Thursday, October 25, 2007

I Believe...

I came into this project with a vaguely understood yet strongly rooted opinion on global warming. While the extent of my research and education on the science behind climate change and human impact on climate change is shallow, I’ve found myself surrounded by enough of the well educated in the issue to confidently say I “believe” in global warming. That is, I think the climate is changing, that the significant portion of that change is due to human activity, and that if nothing is done it will very negatively affect us in return. I’ve become so comfortable with this being fact that it surprises me when every so often I encounter another peer who claims not to “believe” in global warming. While we’ve certainly conquered the opinion of the scientific community, I think we still have a while to go on the convincing front before any solution to the problem will come easily. In my opinion, the greatest ground must be covered through political means, and political battles are won, at least in America, through gaining the support of the majority. I’ve come to the conclusion that even most “believers” don’t seem to have the sense of urgency necessary to push for the creation of the legislation I believe we will need to solve the problem of climate change.

However. I know that making the switch from a passive “believer” in global warming to an active worker in reducing it isn’t difficult because I’ve found myself making the change over the past few months. I think the inspiration to change in the individual is best when it comes from somewhere close. I found myself imitating my parents’ changing of their light bulbs to more energy efficient ones, and my local grocery store’s use of reusable bags. So, after beginning to dive more deeply into the issue of climate change through this project in combination with personal experiences over the last few months, I’ve found that the big change that I know needs to happen will come from the culmination of the work of individuals fueled by inspiration from their personal lives and local community.

-Fiona Kirkpatrick, Cornell University Student





3 comments:

Laura Santamaria said...

I agree. I am amazed at how many people I encounter who think of this as something that will happen in the future sometime rather than something happening now. It is coming to the forefront in U.S. politics, but it is far from being a major top priority. We have yet to see how Al Gore's recent Nobel Peace Prize affects all of this, but I would not be surprised if many politicians jump on his bandwagon because it is "popular" all around. It makes me wonder if all of the political fervor about the topic (not to mention the news coverage of it) that we are seeing now will continue as the months pass. I truly hope it does. Maybe now that people are becoming more aware due to this surge in coverage of the topic we will end up a more environmentally-conscious, climate-friendly country. It is a shame that so many other countries are suffering the effects now when many of the major contributors to the problem do not see the issues and solutions at hand.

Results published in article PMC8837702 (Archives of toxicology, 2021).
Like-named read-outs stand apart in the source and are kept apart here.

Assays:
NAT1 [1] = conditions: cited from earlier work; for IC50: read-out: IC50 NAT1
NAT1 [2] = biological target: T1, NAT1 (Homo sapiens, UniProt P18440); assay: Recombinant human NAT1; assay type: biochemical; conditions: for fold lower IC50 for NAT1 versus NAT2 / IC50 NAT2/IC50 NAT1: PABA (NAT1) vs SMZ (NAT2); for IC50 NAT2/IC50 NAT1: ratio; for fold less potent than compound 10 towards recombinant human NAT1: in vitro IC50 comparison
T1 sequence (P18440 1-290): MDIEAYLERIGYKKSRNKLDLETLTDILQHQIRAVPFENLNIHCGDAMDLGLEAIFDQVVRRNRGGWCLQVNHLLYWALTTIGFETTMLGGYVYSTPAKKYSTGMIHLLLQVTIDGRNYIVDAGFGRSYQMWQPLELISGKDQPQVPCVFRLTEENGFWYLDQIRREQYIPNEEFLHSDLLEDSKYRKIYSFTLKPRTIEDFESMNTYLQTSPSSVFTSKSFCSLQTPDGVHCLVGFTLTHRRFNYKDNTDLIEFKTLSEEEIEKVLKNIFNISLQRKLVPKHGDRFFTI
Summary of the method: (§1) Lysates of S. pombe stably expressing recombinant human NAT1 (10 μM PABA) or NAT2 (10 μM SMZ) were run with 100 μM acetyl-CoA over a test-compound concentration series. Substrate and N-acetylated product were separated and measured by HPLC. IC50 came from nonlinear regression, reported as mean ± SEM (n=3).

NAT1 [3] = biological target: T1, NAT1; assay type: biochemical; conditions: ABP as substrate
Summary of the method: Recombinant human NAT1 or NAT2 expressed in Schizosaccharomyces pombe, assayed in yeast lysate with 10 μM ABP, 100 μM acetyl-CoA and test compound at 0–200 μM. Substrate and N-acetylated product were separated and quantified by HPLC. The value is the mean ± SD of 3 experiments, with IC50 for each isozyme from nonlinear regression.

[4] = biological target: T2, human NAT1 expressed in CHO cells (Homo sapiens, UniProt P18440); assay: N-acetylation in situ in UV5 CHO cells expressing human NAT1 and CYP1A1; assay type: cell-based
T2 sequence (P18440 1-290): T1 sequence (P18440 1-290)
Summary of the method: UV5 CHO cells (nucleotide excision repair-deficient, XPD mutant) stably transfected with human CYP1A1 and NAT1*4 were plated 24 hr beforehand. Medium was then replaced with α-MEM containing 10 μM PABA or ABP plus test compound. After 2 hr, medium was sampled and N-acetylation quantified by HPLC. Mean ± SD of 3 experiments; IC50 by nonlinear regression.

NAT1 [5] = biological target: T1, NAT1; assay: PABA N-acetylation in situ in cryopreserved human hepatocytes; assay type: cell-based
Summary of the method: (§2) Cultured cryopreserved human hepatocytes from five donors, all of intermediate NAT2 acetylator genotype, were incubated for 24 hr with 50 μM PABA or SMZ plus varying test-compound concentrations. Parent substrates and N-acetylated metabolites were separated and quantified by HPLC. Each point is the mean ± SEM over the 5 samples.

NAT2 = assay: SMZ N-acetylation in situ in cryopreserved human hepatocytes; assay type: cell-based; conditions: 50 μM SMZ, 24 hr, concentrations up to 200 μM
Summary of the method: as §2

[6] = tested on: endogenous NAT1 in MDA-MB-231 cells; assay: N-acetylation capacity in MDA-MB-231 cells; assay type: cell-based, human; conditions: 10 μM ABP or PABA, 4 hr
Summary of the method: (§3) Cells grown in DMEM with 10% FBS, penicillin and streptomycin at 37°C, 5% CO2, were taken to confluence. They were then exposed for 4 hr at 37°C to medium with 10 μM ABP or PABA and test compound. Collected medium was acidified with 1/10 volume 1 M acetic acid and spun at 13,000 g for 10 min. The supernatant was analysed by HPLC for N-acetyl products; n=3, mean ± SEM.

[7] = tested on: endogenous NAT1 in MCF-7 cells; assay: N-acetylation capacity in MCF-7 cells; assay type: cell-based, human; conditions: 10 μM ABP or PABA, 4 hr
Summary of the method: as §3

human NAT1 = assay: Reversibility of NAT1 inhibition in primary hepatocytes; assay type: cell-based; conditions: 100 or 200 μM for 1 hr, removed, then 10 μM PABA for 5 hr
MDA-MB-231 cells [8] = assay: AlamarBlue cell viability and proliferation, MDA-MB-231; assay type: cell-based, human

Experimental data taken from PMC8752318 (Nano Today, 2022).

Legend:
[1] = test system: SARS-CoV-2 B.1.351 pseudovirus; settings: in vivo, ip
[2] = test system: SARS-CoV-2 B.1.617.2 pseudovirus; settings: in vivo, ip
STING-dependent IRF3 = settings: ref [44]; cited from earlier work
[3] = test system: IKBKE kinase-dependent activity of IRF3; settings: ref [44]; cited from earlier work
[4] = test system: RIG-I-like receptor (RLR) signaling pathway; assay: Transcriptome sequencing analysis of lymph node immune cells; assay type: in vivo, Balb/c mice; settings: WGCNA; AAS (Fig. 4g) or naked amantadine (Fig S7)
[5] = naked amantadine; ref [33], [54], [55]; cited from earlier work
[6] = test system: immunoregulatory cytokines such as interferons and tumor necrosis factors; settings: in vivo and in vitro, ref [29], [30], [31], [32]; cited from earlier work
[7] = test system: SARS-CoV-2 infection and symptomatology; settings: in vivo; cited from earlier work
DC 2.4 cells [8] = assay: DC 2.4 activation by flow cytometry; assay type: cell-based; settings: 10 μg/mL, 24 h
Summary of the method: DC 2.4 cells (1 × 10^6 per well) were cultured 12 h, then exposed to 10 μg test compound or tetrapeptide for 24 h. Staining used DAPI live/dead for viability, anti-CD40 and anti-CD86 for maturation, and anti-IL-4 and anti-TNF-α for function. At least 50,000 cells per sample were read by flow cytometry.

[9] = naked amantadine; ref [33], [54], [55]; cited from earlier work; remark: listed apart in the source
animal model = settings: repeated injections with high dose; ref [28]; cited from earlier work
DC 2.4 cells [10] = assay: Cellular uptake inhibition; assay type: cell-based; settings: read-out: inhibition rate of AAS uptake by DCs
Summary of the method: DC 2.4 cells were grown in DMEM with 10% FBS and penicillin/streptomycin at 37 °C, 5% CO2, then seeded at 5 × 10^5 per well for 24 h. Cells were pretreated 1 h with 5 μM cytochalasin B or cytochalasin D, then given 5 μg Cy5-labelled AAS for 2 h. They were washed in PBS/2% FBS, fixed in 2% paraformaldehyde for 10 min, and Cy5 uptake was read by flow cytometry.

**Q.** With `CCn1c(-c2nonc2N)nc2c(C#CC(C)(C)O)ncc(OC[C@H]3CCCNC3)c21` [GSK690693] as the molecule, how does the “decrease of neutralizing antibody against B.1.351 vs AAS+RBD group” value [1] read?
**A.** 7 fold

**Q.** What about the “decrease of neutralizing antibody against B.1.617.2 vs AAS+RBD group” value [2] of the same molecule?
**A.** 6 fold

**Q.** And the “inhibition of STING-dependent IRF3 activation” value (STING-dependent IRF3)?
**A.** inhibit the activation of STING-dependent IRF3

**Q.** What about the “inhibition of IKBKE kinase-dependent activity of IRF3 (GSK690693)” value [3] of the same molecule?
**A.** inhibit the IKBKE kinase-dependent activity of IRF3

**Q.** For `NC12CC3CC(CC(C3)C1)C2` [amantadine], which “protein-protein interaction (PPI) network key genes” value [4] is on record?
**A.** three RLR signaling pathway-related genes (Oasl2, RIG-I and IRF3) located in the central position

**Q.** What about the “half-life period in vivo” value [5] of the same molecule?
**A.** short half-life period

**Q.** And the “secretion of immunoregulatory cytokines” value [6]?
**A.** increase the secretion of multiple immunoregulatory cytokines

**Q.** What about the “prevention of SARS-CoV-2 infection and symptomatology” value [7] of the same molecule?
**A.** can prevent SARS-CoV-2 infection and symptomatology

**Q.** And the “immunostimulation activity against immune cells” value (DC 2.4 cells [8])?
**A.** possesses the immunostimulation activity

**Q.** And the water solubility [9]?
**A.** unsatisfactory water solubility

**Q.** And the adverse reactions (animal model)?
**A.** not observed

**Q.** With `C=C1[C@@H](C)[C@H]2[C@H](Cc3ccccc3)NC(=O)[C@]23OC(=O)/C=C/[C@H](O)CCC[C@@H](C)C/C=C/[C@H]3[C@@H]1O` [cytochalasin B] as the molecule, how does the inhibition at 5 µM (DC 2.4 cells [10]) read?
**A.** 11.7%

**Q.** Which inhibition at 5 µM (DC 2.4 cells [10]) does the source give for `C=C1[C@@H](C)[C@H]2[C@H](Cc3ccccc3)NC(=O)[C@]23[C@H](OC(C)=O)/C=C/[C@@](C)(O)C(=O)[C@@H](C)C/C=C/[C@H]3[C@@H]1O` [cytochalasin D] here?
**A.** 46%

Michael Bennett said...

I also couldn't agree more with this article. Today I spoke with a friend who, to my surprise, was a skeptic of global warming. As I tried to convince him and listened to his side of the story, it hit me. It's great that politicians are picking up on global warming but it is up to us, America's youth, to convince others of the effects of global warming. Now is the time to act; now is the time to understand the urgency of the issue and realize that its outcome is not inevitable if we do something about it. Our contributions to convincing others will go a long way toward politicians realizing the necessary goals of our generation and all future generations.

Patrick Nadeau said...

Reading this blog I was struck by the importance of education in effectively addressing global warming and the many other challenges facing the world today. If we all made the transition that Fiona made from concerned bystanders to an active part of the solution we could accomplish remarkable things. And all it takes is a little time to learn what we can do about climate change and to realize what we might be giving up by doing nothing. Unfortunately there is plenty of misinformation about climate change floating around which is hurting our ability to make educated decisions, and may be costing us the chance to act before its too late. I see encouraging progress being made towards dealing with climate change however and I’m confident if we really understood the scope of the issue we would act and could truly make a difference.